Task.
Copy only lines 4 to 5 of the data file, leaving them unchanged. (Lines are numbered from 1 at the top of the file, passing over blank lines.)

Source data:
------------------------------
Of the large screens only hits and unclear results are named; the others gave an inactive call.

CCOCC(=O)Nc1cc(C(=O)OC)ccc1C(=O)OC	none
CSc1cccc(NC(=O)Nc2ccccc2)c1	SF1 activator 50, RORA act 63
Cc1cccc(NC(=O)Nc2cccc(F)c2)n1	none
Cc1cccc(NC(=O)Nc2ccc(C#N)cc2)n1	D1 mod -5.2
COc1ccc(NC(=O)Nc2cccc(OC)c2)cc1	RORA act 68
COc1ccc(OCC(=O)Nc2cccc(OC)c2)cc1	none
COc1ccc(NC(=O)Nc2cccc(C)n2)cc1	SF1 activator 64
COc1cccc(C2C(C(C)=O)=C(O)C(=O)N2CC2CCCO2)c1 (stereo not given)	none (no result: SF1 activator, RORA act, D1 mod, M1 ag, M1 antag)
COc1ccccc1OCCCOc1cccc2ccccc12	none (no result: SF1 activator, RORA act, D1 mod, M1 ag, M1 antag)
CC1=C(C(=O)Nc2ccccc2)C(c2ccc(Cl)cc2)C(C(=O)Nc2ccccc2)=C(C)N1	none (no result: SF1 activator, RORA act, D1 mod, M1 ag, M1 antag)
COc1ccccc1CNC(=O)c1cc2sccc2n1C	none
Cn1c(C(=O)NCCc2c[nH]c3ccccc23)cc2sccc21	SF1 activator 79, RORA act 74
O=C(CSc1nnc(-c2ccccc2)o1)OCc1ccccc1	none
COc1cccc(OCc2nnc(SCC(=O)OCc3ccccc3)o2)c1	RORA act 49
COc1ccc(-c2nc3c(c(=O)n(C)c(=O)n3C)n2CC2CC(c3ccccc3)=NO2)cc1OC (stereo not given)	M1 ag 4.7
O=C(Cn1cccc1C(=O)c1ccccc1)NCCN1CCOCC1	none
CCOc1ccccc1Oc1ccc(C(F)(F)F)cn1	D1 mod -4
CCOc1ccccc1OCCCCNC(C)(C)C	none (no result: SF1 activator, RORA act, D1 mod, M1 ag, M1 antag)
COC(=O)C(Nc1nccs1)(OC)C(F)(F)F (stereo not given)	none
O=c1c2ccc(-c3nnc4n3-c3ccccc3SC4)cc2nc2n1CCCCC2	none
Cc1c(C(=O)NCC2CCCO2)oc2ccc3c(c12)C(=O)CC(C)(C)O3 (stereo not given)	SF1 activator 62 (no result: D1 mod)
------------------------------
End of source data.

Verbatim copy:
Cc1cccc(NC(=O)Nc2cccc(F)c2)n1	none
Cc1cccc(NC(=O)Nc2ccc(C#N)cc2)n1	D1 mod -5.2